Anomaly occurs during OmegA first stage static fire test
PROMONTORY, Utah — During the first static fire test for Northrop Grumman’s OmegA first stage, debris could be seen coming away from the nozzle section of the booster.
This test, which occurred at 1:05 p.m. MDT (19:05 GMT) May 30, 2019, at Northrop Grumman’s Utah facility, was the first full-scale static fire test for the rocket, which the company plans to qualify by 2021 to launch national security payloads into orbit for the U.S. military.
The booster fired for about two minutes before burning out. According to Northrop Grumman, the test was successful other than the noted observation with the aft exit cone of the nozzle near the end of its burn time.
“This is why you test,” said Kent Rominger, Northrop Grumman’s vice president of Strategic Programs. “It identified something that we find out when we have 700 channels of data on the motor. We will go dig into this data and see what it tells us.”
Rominger did not speculate as to the cause of the anomaly, stressing that engineers would need to go over the data to get a better idea of what may have happened.
According to Northrop Grumman, the OmegA rocket is built on a multitude of “flight proven” technologies ranging from the RL10 engine to hardware the size of the Space Shuttle and Space Launch System solid rocket booster segments.
However, Rominger did say that the nozzle design between OmegA and SLS had “distinct” differences.
Ultimately, the initial flight configuration of OmegA is expected to include a Castor 600 solid rocket motor, a Castor 300 second stage and a dual-engine cryogenic third stage.
For this test, the Castor 600 first stage utilized the same equipment that was used for the Space Shuttle and Space Launch System solid rocket boosters. As such, the much-shorter booster required several gap segments to span the whole test mount.
Overall, the Castor 600 is 12 feet (3.7 meters) wide and 80 feet (24.4 meters) long. It consists of two common booster segments that were designed specifically for the OmegA program, but with “roots in the strong heritage of Northrop Grumman’s large-diameter solid rocket booster and composite technology.”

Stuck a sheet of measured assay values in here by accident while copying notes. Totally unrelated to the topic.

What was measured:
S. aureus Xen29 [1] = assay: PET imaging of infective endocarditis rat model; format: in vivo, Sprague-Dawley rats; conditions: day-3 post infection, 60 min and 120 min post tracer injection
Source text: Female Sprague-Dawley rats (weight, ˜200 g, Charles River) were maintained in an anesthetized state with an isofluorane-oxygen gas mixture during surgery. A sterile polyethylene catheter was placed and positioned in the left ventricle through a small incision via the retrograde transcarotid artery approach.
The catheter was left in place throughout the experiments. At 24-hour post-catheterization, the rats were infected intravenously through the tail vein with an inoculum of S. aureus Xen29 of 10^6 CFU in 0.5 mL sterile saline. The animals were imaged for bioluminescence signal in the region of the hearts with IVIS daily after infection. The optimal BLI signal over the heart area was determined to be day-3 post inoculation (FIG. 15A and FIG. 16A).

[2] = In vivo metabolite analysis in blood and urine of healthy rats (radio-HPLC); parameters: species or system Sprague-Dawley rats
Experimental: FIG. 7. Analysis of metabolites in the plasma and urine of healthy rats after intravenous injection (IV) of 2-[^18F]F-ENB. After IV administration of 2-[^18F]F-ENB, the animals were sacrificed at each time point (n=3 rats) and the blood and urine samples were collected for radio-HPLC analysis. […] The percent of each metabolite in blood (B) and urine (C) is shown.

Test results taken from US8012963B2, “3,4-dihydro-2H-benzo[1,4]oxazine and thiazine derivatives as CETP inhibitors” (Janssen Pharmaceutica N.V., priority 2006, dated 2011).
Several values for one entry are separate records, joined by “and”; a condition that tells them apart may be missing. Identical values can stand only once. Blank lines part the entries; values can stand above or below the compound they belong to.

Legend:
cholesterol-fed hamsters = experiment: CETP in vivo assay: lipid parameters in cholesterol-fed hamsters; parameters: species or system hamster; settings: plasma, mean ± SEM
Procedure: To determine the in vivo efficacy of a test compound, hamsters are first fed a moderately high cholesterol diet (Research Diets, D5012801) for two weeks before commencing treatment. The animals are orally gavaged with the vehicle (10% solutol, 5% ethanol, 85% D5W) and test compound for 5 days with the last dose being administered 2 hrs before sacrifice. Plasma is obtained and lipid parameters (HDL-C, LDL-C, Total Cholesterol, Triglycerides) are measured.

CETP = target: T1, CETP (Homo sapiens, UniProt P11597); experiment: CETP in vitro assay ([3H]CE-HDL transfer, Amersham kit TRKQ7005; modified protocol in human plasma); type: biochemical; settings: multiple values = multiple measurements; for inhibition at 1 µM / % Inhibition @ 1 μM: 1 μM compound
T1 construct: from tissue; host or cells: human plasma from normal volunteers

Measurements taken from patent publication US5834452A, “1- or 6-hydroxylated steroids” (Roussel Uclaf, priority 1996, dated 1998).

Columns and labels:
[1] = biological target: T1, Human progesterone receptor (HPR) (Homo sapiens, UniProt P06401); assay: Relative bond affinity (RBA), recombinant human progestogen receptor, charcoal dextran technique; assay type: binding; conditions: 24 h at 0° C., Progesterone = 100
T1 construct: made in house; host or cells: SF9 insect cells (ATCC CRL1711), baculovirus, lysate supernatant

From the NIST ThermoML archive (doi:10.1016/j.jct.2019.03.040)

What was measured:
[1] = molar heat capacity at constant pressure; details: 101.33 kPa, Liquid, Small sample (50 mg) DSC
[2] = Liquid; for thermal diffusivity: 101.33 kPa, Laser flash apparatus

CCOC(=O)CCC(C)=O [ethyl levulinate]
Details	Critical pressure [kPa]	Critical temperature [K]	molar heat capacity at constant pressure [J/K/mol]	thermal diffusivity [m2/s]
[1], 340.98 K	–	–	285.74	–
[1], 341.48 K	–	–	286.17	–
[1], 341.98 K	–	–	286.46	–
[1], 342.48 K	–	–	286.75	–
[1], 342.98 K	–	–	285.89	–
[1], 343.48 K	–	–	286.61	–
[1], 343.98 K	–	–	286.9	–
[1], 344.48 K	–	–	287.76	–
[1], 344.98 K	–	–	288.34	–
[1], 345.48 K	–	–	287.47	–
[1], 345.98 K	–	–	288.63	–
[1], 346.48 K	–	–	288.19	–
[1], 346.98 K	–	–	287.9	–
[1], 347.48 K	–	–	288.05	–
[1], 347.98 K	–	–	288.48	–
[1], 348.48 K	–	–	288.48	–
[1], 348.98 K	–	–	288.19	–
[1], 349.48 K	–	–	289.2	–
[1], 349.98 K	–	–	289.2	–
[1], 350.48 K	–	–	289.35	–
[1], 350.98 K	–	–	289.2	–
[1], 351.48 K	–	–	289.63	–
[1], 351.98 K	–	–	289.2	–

The common booster segments comprise the first and second stages with each made of a carbon fiber casing.
Once ignited, the Castor 600, which contains more than 600,000 pounds (273,000 kilograms) of propellant, produced more than 2 million pounds (8,900 kilonewtons) of force. According to Northrop Grumman, the next steps will be to disassemble the stage and begin dissecting and inspecting the casing and the data from the more than 700 instrumentation channels.
Northrop Grumman said it had five primary performance objectives and four primary data objectives. Among these were to measure ballistic performance data, determine insulation performance, characterize motor induced environments, measuring nozzle erosion, collect pressure data and determine maximum thrust. Additionally, the test temperature for the booster was around 90 degrees Fahrenheit (32 degrees Celsius).
Aside from evaluating today’s test data, the next major milestone in OmegA development is expected to be the static fire test of the Castor 300 second stage. That hot fire test is currently scheduled for sometime in the fall and it will involve the booster being chilled to 40 degrees Fahrenheit (4 degrees Celsius).
In 2021, the company anticipates having two certification launches before flying national security payloads by 2022.
Rominger said Northrop Grumman began working with the U.S. Air Force about four years ago to begin working on a way to phase out the use of Russian-built RD-180 engines, which are utilized on the Atlas V rocket, for national security missions.
In fact, according to Northrop Grumman, the Air Force awarded the company a $792 million contract to complete design and verification of the rocket and its launch sites.
“In the first schedule we put together, we said we would test our first stage in May of 2019,” Rominger said. “So for me, it’s a huge success four years after the fact to be sitting here after a successful test of our Castor 600.”
Video courtesy of Northrop Grumman
Derek Richardson has a degree in mass media, with an emphasis in contemporary journalism, from Washburn University in Topeka, Kansas. While at Washburn, he was the managing editor of the student run newspaper, the Washburn Review. He also has a blog about the International Space Station, called Orbital Velocity.